International Business & Economy Singtel sees worst quarter in 15 years

Singtel sees worst quarter in 15 years

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Earnings for local telco Singtel dipped by 77 percent to $667 million for the third quarter of the year, according to a report from the Singtel Group. This makes it the worst quarter in the last 15 years.

In the previous quarter, the telco reported a $48 million loss due to staff restructuring.

The losses are due to lessened contributions from associate firms, the movements of foreign currency, as well as the stopping of Australia’s broadband roll-out.

These losses are in sharp contrast to 2017 when the company saw a gain of $1.94 billion from sales of NetLink Trust units. However, should one-off or exceptional gains be removed, Singtel’s net profit actually decreased by 22 percent to $ 715 million.

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Revenue, which the company said would have increased by 3.9 percent in constant currency terms, remained flat at $4.27 billion. Losses $34 million before interest, tax, depreciation, and amortization were also seen by its digital life segment. For Amobee, the company’s digital marketing unit, single-digit growth is now predicted, as opposed to mid-teens announced six months ago.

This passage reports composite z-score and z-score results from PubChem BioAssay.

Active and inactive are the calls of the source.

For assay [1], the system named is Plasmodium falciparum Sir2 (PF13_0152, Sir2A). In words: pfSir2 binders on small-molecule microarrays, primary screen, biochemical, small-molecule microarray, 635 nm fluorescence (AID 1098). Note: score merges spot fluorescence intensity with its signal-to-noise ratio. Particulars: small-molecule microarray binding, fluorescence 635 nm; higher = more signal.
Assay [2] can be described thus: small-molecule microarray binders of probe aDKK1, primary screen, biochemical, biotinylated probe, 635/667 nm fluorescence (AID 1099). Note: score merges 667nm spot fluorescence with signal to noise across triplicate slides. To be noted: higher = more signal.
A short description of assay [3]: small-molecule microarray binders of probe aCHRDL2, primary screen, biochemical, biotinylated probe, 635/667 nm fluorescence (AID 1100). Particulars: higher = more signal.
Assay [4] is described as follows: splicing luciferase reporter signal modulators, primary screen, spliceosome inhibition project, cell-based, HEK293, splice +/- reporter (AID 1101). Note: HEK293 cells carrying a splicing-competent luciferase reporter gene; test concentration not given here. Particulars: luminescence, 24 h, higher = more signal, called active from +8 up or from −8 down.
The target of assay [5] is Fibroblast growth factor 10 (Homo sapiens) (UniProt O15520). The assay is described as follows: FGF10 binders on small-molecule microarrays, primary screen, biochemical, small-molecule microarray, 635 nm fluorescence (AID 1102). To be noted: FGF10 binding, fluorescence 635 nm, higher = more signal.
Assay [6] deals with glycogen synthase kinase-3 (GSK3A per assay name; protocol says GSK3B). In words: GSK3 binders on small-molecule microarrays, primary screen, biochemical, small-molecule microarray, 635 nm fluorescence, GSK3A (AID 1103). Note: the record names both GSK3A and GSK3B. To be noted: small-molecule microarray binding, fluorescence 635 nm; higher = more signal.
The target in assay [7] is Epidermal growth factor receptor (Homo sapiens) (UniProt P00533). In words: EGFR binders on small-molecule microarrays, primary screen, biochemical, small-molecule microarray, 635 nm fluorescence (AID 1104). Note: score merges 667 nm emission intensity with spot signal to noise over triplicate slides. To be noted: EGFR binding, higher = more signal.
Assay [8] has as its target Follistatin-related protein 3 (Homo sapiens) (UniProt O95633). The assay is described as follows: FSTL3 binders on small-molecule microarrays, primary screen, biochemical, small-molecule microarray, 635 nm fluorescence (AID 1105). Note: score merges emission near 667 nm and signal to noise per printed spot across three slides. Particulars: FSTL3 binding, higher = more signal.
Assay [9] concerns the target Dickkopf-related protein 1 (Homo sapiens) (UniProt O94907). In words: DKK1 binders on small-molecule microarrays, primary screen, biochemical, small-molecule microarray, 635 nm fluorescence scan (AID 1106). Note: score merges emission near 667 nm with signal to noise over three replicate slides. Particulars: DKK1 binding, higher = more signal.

The company’s consumer segment in Singapore, however, saw increases in operating revenue by 4.8 percent to $555 million, due to higher equipment sales in launches of premium handsets.

Prior to interest, tax, depreciation, and amortization, earnings have lessened by 7.4 percent to $180 million. This is because of the absence of Singtel TV sub-licence revenue for the Premier League, as well as smaller contributions from higher-margin legacy carriage services.

Another factor that the company is getting ready for is the entry of TPG Telecom, an Australian firm, into the telco market.

Read related: There’s room for a fourth telco, but Singtel, StarHub and M1 must keep innovating to stay in the game

According to Singtel’s group chief digital officer and chief executive for the Singapore consumer business, Yuen Kuan Moon, “We hold our position that (having) three operators is sufficient for Singapore … but we have to face a fourth operator. Our focus will always be on the customers and it continues to be even more important in the face of the competition.”

After the announcement was made, shares for the company fell by 1.91 percent to $3.08.

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